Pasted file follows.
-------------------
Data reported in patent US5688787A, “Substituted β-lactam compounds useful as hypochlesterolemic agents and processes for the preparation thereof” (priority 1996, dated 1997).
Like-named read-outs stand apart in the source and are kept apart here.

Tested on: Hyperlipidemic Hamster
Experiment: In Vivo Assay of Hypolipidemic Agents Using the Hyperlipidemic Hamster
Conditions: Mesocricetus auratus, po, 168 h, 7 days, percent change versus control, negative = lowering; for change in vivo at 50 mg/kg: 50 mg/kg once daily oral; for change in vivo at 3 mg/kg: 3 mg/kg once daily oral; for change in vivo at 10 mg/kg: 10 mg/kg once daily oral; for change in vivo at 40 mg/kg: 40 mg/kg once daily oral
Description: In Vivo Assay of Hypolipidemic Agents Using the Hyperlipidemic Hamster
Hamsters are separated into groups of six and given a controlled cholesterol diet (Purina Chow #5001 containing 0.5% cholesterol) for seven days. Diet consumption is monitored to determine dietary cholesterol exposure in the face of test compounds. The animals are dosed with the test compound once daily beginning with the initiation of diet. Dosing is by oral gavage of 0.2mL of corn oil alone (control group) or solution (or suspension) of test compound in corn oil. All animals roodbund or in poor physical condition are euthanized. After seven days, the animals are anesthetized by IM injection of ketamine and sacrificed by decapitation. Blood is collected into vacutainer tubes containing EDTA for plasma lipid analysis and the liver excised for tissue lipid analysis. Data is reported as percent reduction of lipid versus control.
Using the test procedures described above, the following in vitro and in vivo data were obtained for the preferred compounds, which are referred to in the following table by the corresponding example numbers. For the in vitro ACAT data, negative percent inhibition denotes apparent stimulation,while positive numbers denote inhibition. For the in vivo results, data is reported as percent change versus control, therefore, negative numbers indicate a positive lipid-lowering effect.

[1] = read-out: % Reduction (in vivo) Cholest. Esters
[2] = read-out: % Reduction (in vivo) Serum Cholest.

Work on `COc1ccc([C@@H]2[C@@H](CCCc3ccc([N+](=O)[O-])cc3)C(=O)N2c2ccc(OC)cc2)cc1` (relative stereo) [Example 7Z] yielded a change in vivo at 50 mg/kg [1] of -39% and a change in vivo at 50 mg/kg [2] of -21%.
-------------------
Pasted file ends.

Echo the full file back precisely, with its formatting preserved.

Data reported in patent US5688787A, “Substituted β-lactam compounds useful as hypochlesterolemic agents and processes for the preparation thereof” (priority 1996, dated 1997).
Like-named read-outs stand apart in the source and are kept apart here.

Tested on: Hyperlipidemic Hamster
Experiment: In Vivo Assay of Hypolipidemic Agents Using the Hyperlipidemic Hamster
Conditions: Mesocricetus auratus, po, 168 h, 7 days, percent change versus control, negative = lowering; for change in vivo at 50 mg/kg: 50 mg/kg once daily oral; for change in vivo at 3 mg/kg: 3 mg/kg once daily oral; for change in vivo at 10 mg/kg: 10 mg/kg once daily oral; for change in vivo at 40 mg/kg: 40 mg/kg once daily oral
Description: In Vivo Assay of Hypolipidemic Agents Using the Hyperlipidemic Hamster
Hamsters are separated into groups of six and given a controlled cholesterol diet (Purina Chow #5001 containing 0.5% cholesterol) for seven days. Diet consumption is monitored to determine dietary cholesterol exposure in the face of test compounds. The animals are dosed with the test compound once daily beginning with the initiation of diet. Dosing is by oral gavage of 0.2mL of corn oil alone (control group) or solution (or suspension) of test compound in corn oil. All animals roodbund or in poor physical condition are euthanized. After seven days, the animals are anesthetized by IM injection of ketamine and sacrificed by decapitation. Blood is collected into vacutainer tubes containing EDTA for plasma lipid analysis and the liver excised for tissue lipid analysis. Data is reported as percent reduction of lipid versus control.
Using the test procedures described above, the following in vitro and in vivo data were obtained for the preferred compounds, which are referred to in the following table by the corresponding example numbers. For the in vitro ACAT data, negative percent inhibition denotes apparent stimulation,while positive numbers denote inhibition. For the in vivo results, data is reported as percent change versus control, therefore, negative numbers indicate a positive lipid-lowering effect.

[1] = read-out: % Reduction (in vivo) Cholest. Esters
[2] = read-out: % Reduction (in vivo) Serum Cholest.

Work on `COc1ccc([C@@H]2[C@@H](CCCc3ccc([N+](=O)[O-])cc3)C(=O)N2c2ccc(OC)cc2)cc1` (relative stereo) [Example 7Z] yielded a change in vivo at 50 mg/kg [1] of -39% and a change in vivo at 50 mg/kg [2] of -21%.